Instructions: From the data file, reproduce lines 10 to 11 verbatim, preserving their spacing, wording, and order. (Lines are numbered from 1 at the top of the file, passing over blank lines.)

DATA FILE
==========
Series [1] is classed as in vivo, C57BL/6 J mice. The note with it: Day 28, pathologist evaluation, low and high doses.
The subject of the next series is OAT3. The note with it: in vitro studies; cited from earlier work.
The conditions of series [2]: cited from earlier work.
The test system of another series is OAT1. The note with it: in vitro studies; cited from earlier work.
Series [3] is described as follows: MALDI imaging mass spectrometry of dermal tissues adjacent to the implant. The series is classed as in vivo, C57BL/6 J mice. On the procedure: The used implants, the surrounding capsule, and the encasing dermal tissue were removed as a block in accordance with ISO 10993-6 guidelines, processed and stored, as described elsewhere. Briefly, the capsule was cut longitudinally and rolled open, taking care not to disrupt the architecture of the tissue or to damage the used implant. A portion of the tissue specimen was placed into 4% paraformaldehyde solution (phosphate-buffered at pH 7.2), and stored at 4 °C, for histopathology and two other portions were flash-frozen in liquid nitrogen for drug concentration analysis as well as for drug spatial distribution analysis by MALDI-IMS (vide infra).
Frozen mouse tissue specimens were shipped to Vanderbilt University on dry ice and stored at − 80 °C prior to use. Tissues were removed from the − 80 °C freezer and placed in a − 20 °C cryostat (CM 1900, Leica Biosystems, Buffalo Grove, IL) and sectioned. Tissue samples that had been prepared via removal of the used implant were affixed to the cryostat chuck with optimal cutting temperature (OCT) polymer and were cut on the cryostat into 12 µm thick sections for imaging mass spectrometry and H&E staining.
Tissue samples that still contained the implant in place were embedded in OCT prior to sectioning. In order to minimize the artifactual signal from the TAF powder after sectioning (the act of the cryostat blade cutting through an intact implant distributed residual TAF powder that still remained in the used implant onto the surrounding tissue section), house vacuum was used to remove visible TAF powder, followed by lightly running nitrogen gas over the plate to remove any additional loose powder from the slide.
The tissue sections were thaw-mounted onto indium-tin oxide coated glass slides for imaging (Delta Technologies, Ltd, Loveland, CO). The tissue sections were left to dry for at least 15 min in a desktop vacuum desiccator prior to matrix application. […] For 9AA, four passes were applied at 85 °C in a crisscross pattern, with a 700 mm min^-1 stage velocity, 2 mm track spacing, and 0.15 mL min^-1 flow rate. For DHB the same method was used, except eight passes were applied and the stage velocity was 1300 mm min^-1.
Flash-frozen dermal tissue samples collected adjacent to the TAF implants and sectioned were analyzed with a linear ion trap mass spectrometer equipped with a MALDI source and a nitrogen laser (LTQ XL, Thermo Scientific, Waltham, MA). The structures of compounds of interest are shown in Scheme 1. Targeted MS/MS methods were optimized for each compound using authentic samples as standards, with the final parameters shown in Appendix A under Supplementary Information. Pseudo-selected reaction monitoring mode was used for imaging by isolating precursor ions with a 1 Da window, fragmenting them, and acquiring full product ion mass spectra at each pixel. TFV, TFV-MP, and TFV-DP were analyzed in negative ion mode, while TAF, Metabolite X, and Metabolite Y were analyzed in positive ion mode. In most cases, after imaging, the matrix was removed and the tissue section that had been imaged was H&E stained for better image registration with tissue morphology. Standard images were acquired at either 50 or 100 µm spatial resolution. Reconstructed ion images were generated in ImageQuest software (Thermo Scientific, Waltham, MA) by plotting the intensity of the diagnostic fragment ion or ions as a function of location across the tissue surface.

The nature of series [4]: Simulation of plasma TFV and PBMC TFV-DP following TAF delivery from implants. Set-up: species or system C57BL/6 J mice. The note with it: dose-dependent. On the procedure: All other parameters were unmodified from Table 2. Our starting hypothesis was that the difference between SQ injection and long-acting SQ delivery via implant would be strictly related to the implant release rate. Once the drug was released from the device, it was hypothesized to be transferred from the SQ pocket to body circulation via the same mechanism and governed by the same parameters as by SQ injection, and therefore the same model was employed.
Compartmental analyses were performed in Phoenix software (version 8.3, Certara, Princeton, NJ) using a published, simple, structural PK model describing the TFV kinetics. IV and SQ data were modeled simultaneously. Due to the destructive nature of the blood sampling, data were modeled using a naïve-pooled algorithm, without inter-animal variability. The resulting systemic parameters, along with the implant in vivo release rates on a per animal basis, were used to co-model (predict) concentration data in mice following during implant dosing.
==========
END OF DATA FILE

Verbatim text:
The nature of series [4]: Simulation of plasma TFV and PBMC TFV-DP following TAF delivery from implants. Set-up: species or system C57BL/6 J mice. The note with it: dose-dependent. On the procedure: All other parameters were unmodified from Table 2. Our starting hypothesis was that the difference between SQ injection and long-acting SQ delivery via implant would be strictly related to the implant release rate. Once the drug was released from the device, it was hypothesized to be transferred from the SQ pocket to body circulation via the same mechanism and governed by the same parameters as by SQ injection, and therefore the same model was employed.
Compartmental analyses were performed in Phoenix software (version 8.3, Certara, Princeton, NJ) using a published, simple, structural PK model describing the TFV kinetics. IV and SQ data were modeled simultaneously. Due to the destructive nature of the blood sampling, data were modeled using a naïve-pooled algorithm, without inter-animal variability. The resulting systemic parameters, along with the implant in vivo release rates on a per animal basis, were used to co-model (predict) concentration data in mice following during implant dosing.